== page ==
|Paul Le Guen|
Paul Le Guen is a football manager; was once a France international. His name is pronounced [pɔl lə ɡwɛn] or in Breton [pawl lø ɡwɛnː]. He was born on 1 March 1964. He played with FC Nantes and PSG and won 17 caps for the French national team. He has also managed Olympique Lyonnais, Stade Rennais, Paris Saint-Germain, Glasgow Rangers, the Cameroon national team and the Oman senior team, most recently.
The Nigerian Football Federation under Ahmadu Pinnick announced 18 July, 2016, that Le Guen was selected as the new technical adviser for the Nigerian senior team, the Super Eagles, having analysed his credentials compared with those of the other two candidates considered.
Now let’s look at his credentials.
He won 17 caps for the French national team. He played at Stade Brest for six years, Nantes Atlantique for two years, and then left Brittany for Paris St. Germain where he played for seven years making 478 appearances and bagging a Cup Winners' Cup medal in 1996.
As a coach, he led Olympique Lyonnais to three consecutive Ligue 1 titles.
At Rennes, between 1998 and 2001, Le Guen notably signed unkown players like Shabani Nonda and El Hadji Diouf, and guided them into world class footballers.
He took Lyon to three consecutive championships, beginning with the 2002-03 season, and even reached the UEFA Champions League quarter-finals.
In January, 2007, Le Guen returned as coach to PSG, when the club was lying 17th in the French league Ligue 1. He led them out of the unsafe zone bringing them up to 15th. He won the Coupe de la Ligue and qualified for the final of the Coupe de France. Winning the Coupe de la Ligue guaranteed PSG a place in the UEFA Cup for the 2008–09 season.
As coach of Cameroun, Le Guen made an immediate impact by leading the Indomitable Lions to qualify for the World Cup in South Africa in 2010.
On 11 June 2011, he accepted an offer from Oman national football team and led Oman to qualification for the 2015 AFC Asian Cup,
- With Lyon
- Ligue 1 (3): 2002–03, 2003–04, 2004–05
- Champions Trophy (3): 2002, 2003, 2004
- With PSG
- Coupe de la Ligue (1): 2008
He played 17 times for France due to injuries and he was part of the team which lost out on a trip to the World Cup in 1994, along with Eric Cantona and David Ginola. He ended his playing career by taking part in a friendly where his home county Brittany played 1-1 with Cameroon in May 1998.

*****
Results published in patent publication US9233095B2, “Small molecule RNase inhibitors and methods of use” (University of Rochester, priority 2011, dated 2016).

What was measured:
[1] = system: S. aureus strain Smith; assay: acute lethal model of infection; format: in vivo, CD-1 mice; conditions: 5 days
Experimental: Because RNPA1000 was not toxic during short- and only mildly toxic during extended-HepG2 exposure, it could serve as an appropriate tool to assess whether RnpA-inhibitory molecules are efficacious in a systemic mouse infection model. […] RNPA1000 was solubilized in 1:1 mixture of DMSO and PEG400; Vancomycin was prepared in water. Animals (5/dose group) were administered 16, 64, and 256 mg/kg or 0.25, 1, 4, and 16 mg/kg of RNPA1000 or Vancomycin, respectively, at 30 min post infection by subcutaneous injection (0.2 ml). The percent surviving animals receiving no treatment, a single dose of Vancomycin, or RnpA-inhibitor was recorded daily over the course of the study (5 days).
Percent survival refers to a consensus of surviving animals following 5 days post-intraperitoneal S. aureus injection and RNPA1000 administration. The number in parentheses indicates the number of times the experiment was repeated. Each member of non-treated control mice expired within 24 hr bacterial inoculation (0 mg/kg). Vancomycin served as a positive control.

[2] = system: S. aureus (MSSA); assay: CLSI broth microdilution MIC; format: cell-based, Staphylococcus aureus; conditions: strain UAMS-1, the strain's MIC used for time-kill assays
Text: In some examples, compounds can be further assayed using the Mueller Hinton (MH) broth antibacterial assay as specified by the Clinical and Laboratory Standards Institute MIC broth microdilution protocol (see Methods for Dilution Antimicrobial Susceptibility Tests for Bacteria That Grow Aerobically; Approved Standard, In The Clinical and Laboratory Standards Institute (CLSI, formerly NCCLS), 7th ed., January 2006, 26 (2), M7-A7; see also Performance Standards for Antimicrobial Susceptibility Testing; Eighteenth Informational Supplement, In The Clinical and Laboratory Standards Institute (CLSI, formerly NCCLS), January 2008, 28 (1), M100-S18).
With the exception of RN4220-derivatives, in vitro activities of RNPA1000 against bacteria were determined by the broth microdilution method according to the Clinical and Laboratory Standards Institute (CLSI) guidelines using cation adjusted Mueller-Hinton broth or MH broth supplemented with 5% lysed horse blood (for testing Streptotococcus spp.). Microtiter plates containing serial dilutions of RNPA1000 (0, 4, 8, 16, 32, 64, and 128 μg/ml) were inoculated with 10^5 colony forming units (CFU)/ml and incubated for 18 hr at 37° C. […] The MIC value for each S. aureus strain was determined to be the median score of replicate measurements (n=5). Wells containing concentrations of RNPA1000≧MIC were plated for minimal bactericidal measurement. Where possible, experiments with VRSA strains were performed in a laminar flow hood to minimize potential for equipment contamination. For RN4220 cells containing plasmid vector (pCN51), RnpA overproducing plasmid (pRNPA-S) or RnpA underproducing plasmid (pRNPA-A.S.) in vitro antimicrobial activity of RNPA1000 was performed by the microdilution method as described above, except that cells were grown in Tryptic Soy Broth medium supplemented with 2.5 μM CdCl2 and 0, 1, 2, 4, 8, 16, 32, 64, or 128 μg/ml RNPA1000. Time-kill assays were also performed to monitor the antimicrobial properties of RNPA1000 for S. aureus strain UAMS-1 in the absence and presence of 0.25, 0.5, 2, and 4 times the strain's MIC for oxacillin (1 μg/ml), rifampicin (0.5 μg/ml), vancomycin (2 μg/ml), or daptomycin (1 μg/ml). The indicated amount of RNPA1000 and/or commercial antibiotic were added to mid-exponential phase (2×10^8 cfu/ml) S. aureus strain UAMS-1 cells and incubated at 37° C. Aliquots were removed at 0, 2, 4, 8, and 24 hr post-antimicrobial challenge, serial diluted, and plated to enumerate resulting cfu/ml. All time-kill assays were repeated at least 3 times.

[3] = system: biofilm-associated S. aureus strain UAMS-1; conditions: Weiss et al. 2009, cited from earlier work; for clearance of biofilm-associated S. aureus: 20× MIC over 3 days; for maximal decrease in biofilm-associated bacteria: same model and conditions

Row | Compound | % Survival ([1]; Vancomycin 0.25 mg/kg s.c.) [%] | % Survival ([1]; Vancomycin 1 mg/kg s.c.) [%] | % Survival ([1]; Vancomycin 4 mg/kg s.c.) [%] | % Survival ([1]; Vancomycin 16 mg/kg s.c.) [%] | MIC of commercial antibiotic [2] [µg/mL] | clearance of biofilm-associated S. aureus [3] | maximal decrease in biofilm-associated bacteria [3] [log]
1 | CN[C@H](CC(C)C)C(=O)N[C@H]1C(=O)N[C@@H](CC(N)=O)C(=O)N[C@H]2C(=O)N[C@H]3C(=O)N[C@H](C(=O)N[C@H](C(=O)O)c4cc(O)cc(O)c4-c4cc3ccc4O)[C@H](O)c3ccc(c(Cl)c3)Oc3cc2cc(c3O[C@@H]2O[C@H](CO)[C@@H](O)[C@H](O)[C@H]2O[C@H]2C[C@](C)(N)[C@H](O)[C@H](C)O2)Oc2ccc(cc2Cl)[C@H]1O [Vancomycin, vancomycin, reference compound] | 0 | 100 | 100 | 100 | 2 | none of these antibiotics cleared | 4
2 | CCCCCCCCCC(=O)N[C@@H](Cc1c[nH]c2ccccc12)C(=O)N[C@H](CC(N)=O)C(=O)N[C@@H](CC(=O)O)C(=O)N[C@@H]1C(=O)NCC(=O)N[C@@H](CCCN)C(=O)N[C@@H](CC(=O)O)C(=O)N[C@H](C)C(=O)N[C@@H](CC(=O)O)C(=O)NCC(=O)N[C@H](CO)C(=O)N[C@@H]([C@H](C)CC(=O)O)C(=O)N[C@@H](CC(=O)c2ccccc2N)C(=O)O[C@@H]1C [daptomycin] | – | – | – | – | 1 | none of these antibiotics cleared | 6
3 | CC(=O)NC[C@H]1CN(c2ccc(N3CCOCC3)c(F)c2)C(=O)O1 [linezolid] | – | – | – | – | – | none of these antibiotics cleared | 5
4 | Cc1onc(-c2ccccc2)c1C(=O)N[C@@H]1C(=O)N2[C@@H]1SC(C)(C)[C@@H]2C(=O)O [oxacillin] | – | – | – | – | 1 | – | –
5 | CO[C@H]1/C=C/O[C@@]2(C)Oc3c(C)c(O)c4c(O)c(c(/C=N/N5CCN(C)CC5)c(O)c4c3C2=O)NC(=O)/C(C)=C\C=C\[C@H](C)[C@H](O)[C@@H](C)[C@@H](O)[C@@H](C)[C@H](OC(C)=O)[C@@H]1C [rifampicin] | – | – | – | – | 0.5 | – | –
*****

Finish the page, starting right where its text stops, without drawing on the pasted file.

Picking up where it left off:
He resigned from Rennes in 2001 after a fall-out with the club's board. This led to him taking a year off from football.
He took over affairs at Olympique Lyonnais in 2002 as coach and struggled with start games, winning only 3 of the first 9 games.
In March 2006, he became manager of Rangers in Scotland having signed a 3 year contract. He made a poor start recording only 2 wins in his first 10 league games. By November, Rangers were knocked out of the Scottish League Cup at the quarter-final stage by a lower division side St Johnstone; the first time Rangers were being knocked out of a cup tournament by a lower league side, and at home. This prompted protests by Fans outside the Stadium.
January the next year, Paul Le Guen parted ways with Rangers by mutual consent, making him the club's shortest-serving manager, and the only one to leave the club without completing a full season in charge.
However, his European record with Rangers was impressive after they remained unbeaten in the UEFA Cup and finished top of their group.
As the 2007-08 season ran to a close, PSG was back in the relegation zone, after Le Guen had guided them initially into safety, with four games left to play. PSG announced in May 2009 that the coach would leave at the end of the 2008–09 season.
Under Le Guen, Cameroon was the first team officially knocked out of the 2010 World Cup. He announced his resignation on 24th June 2010.
Oman were eliminated in the group stage of the 2015 AFC Asia Cup tournament with one win and two losses. He was sacked on 19 November 2015 after a poor start of the 2018 FIFA World Cup qualification campaign.
Uduak Umo is a Public Interest Researcher. Follow him on Twitter @umo2013